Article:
Oamaru businesswoman Nora Ngau Chun chooses to look on the bright side of her career move into the tourism industry four months before it was decimated by a global pandemic.
Ms Ngau Chun and her partner, Michael Duval, uprooted their lives from Auckland about 10 months ago, to resurrect what was most recently Oamaru Creek Bed and Breakfast. The Vicarage opened its doors in November and business had been booming.
A family friend owned the Reed St building, but had closed down the bed and breakfast and used it as her private home. The couple visited her in June last year and had been looking for an opportunity to move out of Auckland.
“While we were here, she sort of had a revelation like, ‘why don’t you guys come here?’,” Ms Ngau Chun said.
“I think she realised this house really needs people, you know? You feel it. It needs to have happiness and laughter and it needs to be open. It needs partying. It really does. And I think she realised that.”
By October 1 they had made the move south.
“We made a decision pretty much straight away. My partner stood outside and kind of hugged the elm tree, and he was just like, tale’. It was one of those things we didn’t think about. We were like,
After 20 years running an interior design business, Ms Ngau Chun was excited to get her hands on the 1901 building, and add her own style.
“It was actually nice to have some freedom to do what I wanted to do for a change in a house this size. Luckily there wasn’t much hard work that needed to be done . . but it did need a refresh.”
When it opened to the public, it was a “roaring success” from the get go, she said.
“Probably 80% overseas guests, but we still had Kiwis coming through, for sure.
“It was a fantastic four months, business-wise – and then came Covid.”
Although there was panic at what the future held, Ms Ngau Chun also welcomed the chance to take a breath.
“I was shattered. I’ve never done bed and breakfast before and I was run ragged. I’ve realised since Covid that I do need a balance.
“We’ve come here for a lifestyle change, not to work harder, so in that way, it gave me a moment to reflect. I don’t know where I would’ve been if we hadn’t had Covid. Because I wouldn’t have had that opportunity.”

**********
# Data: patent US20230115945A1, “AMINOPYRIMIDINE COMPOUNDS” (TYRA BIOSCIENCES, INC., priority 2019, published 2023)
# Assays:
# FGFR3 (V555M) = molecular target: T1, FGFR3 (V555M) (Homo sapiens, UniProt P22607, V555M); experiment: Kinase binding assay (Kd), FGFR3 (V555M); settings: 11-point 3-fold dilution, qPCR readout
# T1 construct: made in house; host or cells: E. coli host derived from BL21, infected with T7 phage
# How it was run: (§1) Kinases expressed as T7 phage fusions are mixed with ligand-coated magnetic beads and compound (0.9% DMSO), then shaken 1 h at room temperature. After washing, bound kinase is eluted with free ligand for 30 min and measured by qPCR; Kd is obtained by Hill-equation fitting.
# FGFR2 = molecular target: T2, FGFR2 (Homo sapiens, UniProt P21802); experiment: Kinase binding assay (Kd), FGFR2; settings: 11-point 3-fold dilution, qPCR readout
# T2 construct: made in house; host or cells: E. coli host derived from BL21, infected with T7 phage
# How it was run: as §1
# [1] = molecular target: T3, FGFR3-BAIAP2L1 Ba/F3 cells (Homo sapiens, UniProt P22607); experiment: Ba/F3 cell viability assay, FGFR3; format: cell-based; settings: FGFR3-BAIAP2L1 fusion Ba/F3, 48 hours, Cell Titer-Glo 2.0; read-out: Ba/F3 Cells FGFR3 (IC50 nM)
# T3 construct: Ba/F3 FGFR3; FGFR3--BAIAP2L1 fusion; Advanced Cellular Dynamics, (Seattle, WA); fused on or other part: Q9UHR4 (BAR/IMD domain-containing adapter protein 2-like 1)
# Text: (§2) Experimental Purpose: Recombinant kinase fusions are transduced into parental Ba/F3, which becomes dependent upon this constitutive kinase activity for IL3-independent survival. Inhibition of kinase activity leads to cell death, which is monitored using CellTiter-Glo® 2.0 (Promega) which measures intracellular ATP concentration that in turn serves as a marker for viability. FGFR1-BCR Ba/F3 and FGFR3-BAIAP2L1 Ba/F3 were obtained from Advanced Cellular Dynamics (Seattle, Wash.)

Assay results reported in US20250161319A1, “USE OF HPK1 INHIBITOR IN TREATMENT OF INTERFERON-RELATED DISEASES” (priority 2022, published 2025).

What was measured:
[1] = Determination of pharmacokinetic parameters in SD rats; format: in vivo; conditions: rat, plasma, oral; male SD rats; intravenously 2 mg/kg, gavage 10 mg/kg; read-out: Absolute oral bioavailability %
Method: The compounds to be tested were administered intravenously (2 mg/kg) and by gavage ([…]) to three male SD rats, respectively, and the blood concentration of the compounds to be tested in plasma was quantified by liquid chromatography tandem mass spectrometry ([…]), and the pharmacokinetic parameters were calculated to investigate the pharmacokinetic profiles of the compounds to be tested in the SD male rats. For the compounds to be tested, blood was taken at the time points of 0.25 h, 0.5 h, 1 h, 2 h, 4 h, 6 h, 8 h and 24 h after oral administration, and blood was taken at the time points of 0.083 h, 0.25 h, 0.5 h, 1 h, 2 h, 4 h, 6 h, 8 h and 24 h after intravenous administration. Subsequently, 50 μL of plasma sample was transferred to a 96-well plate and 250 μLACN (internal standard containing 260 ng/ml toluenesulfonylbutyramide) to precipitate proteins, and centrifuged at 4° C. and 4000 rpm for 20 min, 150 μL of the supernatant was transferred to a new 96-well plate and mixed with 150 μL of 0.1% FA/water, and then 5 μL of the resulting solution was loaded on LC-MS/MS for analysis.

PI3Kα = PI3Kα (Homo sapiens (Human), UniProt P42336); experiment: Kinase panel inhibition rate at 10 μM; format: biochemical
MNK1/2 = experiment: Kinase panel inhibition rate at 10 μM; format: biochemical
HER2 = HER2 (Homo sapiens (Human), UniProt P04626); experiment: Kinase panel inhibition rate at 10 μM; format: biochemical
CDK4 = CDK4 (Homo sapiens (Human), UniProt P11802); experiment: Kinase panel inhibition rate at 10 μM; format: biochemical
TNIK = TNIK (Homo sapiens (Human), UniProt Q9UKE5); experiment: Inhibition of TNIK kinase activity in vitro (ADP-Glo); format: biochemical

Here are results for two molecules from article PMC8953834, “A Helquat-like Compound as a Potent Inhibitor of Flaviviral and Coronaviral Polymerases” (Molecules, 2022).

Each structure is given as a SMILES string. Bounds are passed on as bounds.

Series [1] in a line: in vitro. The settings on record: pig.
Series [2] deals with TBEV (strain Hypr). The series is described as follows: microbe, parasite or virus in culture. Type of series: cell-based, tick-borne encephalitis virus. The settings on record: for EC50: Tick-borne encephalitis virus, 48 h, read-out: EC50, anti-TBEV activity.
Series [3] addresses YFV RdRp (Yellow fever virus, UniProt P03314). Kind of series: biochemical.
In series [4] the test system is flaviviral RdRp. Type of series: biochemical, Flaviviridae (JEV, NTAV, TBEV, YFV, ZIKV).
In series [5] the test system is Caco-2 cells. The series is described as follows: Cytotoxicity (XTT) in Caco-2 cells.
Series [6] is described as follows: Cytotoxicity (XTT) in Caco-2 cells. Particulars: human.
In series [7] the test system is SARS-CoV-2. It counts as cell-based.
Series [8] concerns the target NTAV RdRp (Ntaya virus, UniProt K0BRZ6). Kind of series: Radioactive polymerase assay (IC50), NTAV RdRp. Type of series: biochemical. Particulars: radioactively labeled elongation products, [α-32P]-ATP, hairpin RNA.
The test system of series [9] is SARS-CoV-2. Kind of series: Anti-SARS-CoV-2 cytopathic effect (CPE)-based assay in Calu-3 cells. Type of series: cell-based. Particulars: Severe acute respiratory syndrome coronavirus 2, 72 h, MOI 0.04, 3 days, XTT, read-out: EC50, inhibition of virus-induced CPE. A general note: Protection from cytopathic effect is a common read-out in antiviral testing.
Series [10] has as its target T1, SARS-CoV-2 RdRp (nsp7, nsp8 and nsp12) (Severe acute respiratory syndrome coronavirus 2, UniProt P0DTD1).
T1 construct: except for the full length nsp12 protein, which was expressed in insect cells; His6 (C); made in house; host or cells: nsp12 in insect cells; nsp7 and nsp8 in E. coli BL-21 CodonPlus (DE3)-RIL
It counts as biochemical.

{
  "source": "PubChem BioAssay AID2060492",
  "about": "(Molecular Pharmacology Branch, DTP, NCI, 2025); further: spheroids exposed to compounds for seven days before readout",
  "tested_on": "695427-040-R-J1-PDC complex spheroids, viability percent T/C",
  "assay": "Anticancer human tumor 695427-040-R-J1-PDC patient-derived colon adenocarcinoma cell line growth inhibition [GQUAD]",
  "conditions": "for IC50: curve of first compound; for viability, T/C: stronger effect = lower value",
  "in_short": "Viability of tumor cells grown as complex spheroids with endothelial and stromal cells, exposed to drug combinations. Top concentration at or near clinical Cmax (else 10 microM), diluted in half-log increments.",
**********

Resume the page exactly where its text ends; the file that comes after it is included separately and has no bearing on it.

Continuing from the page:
The Government business relief scheme had been keeping The Vicarage afloat since lockdown, and took “the immediate pressure off” financially, Ms Ngau Chun said.
“There’s still that concern – what happens in another two months when that money has definitely gone? Hopefully, you know, like everything, one thing leads to the next. It does feel like that sort of happens.
“I’m just holding my breath that we will be able to open to Australia. I feel really positive that once we do, that will again bring a bit of an upswing. Things can’t stay closed forever. I mean, it is what it is – we want to be safe but life does go on. We just have to learn to live with this now, don’t we.”
The business had gone from an average of 25 beds booked a week pre-Covid, to three, she said.
“There is no comparison. I would love somewhere in the middle. That’s what I’m aiming for.”
Originally from Sweden and with family still there, Ms Ngau Chun appreciated the position New Zealand was in Covid-wise.
“Sweden is in a real pickle now. The situation is completely different over there. It’s been quite stressful talking to everyone I’ve got over there. They really have no end in sight. They’re really struggling. It’s mad.”
Originally the third manse to the St Paul’s Presbyterian Church, The Vicarage building took about five years to build. It was home to three vicars, the third of whom did not like it, and convinced the church to sell it, Ms Ngau Chun said. It had also been a maternity centre.
The name The Vicarage was chosen because it encapsulated that original use.
All food on offer at The Vicarage was locally-grown or sourced.
“If you’re coming to stay, you really get the experience of what Oamaru has to offer, because that is incredible – the produce is wonderful.”
Future plans for The Vicarage included tapping into women’s wellness-type retreats. A group of friends could book in and she would arrange for experts in certain areas to come speak or run workshops.
“I think there’s a real niche for it. And also weddings.
“I’ve got a few bookings coming up where people have booked the whole property for a weekend. And they’re coming to stay before their wedding and also on their wedding night. I think it lends itself quite nicely to that.”
Ms Ngau Chun was optimistic things were only going to get bigger and better for Oamaru.
“I felt like there’s this bubbling energy here. It is about to change. Because it naturally does, whether you like it or not. Especially with Covid.
“People are looking to move out of the big cities, because don’t want to be stuck in a big city with a huge mortgage, if you don’t know what’s going to happen.”
During her newly-acquired down time, Ms Ngau Chun had been working on her other business, Bangle Baby.
“I’ve been able to redo my website, design some more bangles and place another order,” she said.
“They’re all made in Bali. It’s a business I’ve had for about five years. So it’s given me an opportunity to kind of refocus some energy towards that, which has been nice.”
She and Mr Duval had also been able to make the most of their new surroundings.